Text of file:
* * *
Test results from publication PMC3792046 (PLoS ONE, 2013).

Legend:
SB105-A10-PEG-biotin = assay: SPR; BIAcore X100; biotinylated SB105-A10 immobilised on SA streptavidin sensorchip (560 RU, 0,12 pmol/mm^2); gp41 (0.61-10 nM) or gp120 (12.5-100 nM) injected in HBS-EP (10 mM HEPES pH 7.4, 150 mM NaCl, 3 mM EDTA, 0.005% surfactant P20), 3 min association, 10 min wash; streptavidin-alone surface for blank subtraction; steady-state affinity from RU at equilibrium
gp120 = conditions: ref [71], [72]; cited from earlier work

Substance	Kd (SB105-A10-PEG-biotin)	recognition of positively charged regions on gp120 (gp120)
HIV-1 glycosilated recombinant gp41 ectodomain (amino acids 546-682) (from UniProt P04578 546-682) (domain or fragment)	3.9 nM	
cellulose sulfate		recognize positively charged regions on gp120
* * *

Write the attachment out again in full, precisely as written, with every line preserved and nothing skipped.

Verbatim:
Test results from publication PMC3792046 (PLoS ONE, 2013).

Legend:
SB105-A10-PEG-biotin = assay: SPR; BIAcore X100; biotinylated SB105-A10 immobilised on SA streptavidin sensorchip (560 RU, 0,12 pmol/mm^2); gp41 (0.61-10 nM) or gp120 (12.5-100 nM) injected in HBS-EP (10 mM HEPES pH 7.4, 150 mM NaCl, 3 mM EDTA, 0.005% surfactant P20), 3 min association, 10 min wash; streptavidin-alone surface for blank subtraction; steady-state affinity from RU at equilibrium
gp120 = conditions: ref [71], [72]; cited from earlier work

Substance	Kd (SB105-A10-PEG-biotin)	recognition of positively charged regions on gp120 (gp120)
HIV-1 glycosilated recombinant gp41 ectodomain (amino acids 546-682) (from UniProt P04578 546-682) (domain or fragment)	3.9 nM	
cellulose sulfate		recognize positively charged regions on gp120